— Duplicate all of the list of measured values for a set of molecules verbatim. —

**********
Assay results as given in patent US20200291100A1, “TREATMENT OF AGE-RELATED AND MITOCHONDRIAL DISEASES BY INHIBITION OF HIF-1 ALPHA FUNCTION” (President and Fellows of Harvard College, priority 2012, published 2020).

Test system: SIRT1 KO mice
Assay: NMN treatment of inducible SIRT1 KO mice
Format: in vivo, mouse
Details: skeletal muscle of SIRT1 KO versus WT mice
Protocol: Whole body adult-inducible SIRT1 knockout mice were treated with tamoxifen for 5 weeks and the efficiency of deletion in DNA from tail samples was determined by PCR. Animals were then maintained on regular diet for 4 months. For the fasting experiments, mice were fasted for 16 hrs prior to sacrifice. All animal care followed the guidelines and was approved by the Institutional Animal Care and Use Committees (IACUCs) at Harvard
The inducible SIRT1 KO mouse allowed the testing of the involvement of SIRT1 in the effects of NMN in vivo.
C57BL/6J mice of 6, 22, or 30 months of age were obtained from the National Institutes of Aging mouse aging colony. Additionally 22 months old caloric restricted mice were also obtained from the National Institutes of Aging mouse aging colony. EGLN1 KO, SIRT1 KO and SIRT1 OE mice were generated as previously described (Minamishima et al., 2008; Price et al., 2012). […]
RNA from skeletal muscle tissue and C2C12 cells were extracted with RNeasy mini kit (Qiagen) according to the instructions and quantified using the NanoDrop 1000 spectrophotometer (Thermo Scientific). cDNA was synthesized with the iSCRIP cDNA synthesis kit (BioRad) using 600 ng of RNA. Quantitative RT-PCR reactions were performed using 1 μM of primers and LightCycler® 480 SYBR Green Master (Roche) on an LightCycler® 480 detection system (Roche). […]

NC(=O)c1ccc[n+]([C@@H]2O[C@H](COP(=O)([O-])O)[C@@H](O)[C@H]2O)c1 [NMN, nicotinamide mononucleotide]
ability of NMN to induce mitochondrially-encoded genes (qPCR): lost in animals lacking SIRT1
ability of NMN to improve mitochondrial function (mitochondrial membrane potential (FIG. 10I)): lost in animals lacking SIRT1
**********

Assay results as given in patent US20200291100A1, “TREATMENT OF AGE-RELATED AND MITOCHONDRIAL DISEASES BY INHIBITION OF HIF-1 ALPHA FUNCTION” (President and Fellows of Harvard College, priority 2012, published 2020).

Test system: SIRT1 KO mice
Assay: NMN treatment of inducible SIRT1 KO mice
Format: in vivo, mouse
Details: skeletal muscle of SIRT1 KO versus WT mice
Protocol: Whole body adult-inducible SIRT1 knockout mice were treated with tamoxifen for 5 weeks and the efficiency of deletion in DNA from tail samples was determined by PCR. Animals were then maintained on regular diet for 4 months. For the fasting experiments, mice were fasted for 16 hrs prior to sacrifice. All animal care followed the guidelines and was approved by the Institutional Animal Care and Use Committees (IACUCs) at Harvard
The inducible SIRT1 KO mouse allowed the testing of the involvement of SIRT1 in the effects of NMN in vivo.
C57BL/6J mice of 6, 22, or 30 months of age were obtained from the National Institutes of Aging mouse aging colony. Additionally 22 months old caloric restricted mice were also obtained from the National Institutes of Aging mouse aging colony. EGLN1 KO, SIRT1 KO and SIRT1 OE mice were generated as previously described (Minamishima et al., 2008; Price et al., 2012). […]
RNA from skeletal muscle tissue and C2C12 cells were extracted with RNeasy mini kit (Qiagen) according to the instructions and quantified using the NanoDrop 1000 spectrophotometer (Thermo Scientific). cDNA was synthesized with the iSCRIP cDNA synthesis kit (BioRad) using 600 ng of RNA. Quantitative RT-PCR reactions were performed using 1 μM of primers and LightCycler® 480 SYBR Green Master (Roche) on an LightCycler® 480 detection system (Roche). […]

NC(=O)c1ccc[n+]([C@@H]2O[C@H](COP(=O)([O-])O)[C@@H](O)[C@H]2O)c1 [NMN, nicotinamide mononucleotide]
ability of NMN to induce mitochondrially-encoded genes (qPCR): lost in animals lacking SIRT1
ability of NMN to improve mitochondrial function (mitochondrial membrane potential (FIG. 10I)): lost in animals lacking SIRT1